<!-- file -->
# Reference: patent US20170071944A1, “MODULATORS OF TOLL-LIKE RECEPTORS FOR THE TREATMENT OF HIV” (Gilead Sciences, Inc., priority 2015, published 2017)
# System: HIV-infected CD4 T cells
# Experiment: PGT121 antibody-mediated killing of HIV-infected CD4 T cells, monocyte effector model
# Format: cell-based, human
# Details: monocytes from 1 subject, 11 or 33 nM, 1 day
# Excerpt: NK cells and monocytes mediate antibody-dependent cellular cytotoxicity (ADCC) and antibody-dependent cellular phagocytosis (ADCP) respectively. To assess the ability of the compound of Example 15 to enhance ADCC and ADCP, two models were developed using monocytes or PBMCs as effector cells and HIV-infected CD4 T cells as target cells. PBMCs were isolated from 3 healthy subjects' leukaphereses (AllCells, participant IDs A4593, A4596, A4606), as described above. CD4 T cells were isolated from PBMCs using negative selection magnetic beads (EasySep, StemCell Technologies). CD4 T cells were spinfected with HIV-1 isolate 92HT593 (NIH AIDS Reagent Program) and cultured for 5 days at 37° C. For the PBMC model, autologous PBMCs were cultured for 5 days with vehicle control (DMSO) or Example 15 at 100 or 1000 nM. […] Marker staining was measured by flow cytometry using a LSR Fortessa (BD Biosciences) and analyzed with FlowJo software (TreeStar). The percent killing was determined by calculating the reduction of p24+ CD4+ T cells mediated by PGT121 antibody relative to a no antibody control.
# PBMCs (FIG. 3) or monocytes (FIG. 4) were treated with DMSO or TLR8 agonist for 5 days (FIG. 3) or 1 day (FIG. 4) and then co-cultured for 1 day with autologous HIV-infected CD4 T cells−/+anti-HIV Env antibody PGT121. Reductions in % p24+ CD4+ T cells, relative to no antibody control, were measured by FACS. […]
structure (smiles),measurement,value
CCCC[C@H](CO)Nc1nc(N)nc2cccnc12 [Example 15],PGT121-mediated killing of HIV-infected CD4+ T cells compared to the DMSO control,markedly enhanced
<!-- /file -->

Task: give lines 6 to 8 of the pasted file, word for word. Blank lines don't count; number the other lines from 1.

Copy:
# Excerpt: NK cells and monocytes mediate antibody-dependent cellular cytotoxicity (ADCC) and antibody-dependent cellular phagocytosis (ADCP) respectively. To assess the ability of the compound of Example 15 to enhance ADCC and ADCP, two models were developed using monocytes or PBMCs as effector cells and HIV-infected CD4 T cells as target cells. PBMCs were isolated from 3 healthy subjects' leukaphereses (AllCells, participant IDs A4593, A4596, A4606), as described above. CD4 T cells were isolated from PBMCs using negative selection magnetic beads (EasySep, StemCell Technologies). CD4 T cells were spinfected with HIV-1 isolate 92HT593 (NIH AIDS Reagent Program) and cultured for 5 days at 37° C. For the PBMC model, autologous PBMCs were cultured for 5 days with vehicle control (DMSO) or Example 15 at 100 or 1000 nM. […] Marker staining was measured by flow cytometry using a LSR Fortessa (BD Biosciences) and analyzed with FlowJo software (TreeStar). The percent killing was determined by calculating the reduction of p24+ CD4+ T cells mediated by PGT121 antibody relative to a no antibody control.
# PBMCs (FIG. 3) or monocytes (FIG. 4) were treated with DMSO or TLR8 agonist for 5 days (FIG. 3) or 1 day (FIG. 4) and then co-cultured for 1 day with autologous HIV-infected CD4 T cells−/+anti-HIV Env antibody PGT121. Reductions in % p24+ CD4+ T cells, relative to no antibody control, were measured by FACS. […]
structure (smiles),measurement,value